3

Here is another take at estimating the brightness of the city lights as seen from the moon. As a starting point, let us try to estimate how much light is produced by the entire United States at night. (I would guess that this probably accounts for a significant percentage of the total light produced on Earth, and probably actually a majority of the total ...


34

It appears the answer is "no". Apollo mission reports describe night-time lights from Earth orbit, but sightings at lunar distances are notably absent. For example, The sights in earth orbit were spectacular; even on the dark side, where thunderstorms and fires in Africa captured the crew's attention. The earth-orbit timeline provided sufficient time ...


4

An independent calculation. From the ISS, Venus is as bright as the city of Valencia at night. (Other ISS views of Venus had places on Earth that I didn't recognize.) Valencia's metropolis has about 2M people. In the 1970's Earth's biggest megacity, greater Tokyo, had about 23M people. 11.5 times as many, so 11.5 times brighter. (Maybe less because ...


3

Not the same kind of geothermal but - Ground source heat pumps, aka geothermal heat pumps could have potential uses for heating and cooling of habitat buildings. These things use the ground as a heat sink and heat source. They are also reversible so that cooling of buildings adds heat to rock and earth around the pipework, which can later be recovered (with ...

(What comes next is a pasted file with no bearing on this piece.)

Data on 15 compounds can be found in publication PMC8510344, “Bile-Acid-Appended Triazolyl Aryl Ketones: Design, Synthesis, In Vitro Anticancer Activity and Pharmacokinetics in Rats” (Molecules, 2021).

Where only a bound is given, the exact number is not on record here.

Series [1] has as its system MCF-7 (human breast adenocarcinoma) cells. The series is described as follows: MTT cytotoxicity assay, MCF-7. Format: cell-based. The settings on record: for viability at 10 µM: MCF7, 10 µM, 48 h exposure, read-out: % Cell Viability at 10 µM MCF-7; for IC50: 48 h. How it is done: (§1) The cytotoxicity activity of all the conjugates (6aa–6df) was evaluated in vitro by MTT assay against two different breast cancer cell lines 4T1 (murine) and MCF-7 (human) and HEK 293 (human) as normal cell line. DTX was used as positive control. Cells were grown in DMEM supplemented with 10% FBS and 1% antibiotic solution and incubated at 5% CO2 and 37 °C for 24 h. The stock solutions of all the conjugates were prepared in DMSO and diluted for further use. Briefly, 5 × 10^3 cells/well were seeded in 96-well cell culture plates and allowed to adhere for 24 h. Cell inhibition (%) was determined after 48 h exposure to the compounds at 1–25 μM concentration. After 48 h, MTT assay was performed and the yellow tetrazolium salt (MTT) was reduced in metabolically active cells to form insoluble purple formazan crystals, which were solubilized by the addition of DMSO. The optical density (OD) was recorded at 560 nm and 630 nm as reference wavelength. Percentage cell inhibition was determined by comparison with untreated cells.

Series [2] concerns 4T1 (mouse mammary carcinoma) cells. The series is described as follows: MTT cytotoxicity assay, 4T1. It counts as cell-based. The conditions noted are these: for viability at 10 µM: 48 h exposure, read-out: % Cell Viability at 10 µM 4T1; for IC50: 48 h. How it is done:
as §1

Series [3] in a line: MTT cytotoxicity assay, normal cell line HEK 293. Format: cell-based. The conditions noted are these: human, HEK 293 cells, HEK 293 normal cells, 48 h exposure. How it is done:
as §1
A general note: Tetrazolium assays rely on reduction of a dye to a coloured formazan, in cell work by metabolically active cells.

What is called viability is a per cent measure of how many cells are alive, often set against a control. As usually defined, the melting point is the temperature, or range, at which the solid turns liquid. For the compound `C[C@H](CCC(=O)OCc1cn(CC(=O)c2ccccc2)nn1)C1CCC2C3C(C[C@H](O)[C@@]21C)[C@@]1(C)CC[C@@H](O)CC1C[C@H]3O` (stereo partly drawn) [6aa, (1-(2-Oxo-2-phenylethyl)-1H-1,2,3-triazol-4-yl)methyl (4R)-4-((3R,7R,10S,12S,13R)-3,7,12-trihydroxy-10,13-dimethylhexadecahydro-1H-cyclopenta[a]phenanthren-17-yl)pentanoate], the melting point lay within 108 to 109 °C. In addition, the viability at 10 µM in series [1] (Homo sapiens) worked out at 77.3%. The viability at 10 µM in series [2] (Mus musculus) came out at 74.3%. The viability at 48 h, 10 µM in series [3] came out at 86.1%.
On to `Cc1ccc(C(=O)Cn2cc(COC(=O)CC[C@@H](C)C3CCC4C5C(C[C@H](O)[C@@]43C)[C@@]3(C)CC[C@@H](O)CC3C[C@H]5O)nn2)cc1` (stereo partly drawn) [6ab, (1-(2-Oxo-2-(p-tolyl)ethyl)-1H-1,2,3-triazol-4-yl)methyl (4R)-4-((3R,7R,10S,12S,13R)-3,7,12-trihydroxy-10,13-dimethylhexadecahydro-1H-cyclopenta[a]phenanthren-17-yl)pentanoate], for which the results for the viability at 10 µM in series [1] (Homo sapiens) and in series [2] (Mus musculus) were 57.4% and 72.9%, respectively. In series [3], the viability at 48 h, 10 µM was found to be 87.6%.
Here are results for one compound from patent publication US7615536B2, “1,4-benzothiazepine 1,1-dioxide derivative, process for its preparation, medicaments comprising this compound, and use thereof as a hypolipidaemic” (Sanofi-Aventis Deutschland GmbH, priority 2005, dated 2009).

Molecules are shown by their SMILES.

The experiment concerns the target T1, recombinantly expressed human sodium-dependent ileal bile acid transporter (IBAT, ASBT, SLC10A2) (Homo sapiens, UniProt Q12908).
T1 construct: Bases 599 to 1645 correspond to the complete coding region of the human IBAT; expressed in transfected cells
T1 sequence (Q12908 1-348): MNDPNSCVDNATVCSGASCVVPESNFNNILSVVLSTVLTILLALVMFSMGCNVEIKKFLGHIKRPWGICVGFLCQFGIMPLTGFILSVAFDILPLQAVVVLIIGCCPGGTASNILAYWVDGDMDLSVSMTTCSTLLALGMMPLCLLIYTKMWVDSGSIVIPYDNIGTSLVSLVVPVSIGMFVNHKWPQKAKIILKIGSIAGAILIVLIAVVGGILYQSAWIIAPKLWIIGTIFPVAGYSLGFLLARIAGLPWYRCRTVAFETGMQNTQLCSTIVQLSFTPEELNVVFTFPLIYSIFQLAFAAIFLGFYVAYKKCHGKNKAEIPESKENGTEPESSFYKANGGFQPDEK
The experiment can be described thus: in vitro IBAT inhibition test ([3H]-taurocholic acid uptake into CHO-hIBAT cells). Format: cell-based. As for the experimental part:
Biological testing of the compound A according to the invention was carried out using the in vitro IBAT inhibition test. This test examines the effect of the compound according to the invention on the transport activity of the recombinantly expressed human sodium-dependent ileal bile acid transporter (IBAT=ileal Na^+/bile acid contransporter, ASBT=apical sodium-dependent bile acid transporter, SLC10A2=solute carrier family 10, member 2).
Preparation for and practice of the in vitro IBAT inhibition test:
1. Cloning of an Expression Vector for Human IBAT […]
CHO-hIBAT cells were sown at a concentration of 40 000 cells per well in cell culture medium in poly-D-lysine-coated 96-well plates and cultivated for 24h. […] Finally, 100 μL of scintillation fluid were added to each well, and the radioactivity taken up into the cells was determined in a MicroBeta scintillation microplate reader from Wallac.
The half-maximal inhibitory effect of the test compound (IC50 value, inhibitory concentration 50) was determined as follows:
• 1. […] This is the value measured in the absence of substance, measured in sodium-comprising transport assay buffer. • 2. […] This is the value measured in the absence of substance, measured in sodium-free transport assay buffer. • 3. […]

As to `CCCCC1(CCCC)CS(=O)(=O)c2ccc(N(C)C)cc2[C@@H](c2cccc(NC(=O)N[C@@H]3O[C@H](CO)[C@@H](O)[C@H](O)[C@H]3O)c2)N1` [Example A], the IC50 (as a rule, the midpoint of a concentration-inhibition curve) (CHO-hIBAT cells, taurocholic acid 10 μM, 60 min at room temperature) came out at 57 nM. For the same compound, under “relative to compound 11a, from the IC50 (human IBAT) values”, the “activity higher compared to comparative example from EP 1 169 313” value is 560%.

10

Beyond LEO, once you're a few Earth radii away, far enough to see the entire planet, its nightside is a featureless black, at least to conventional cameras, in every one of the dozens of photos at http://www.planetary.org/explore/space-topics/earth/pics-of-earth-by-planetary-spacecraft.html, even the ones that show Earth as only a slim crescent. Edit: As ...


9

I think the poster was mistaken about hydrocarbons being on The Moon. We know some planets (like Mars) and moons (like Titan) have them, but not Earth's. The Moon does have water, however. What probably threw him is how we know it has water Water (H2O), and the chemically related hydroxyl group (-OH), can also exist in forms chemically bound as hydrates ...


1

You would not need to use water! You could use the methane and other hydrocarbons that could be used. They have much lower freezing points.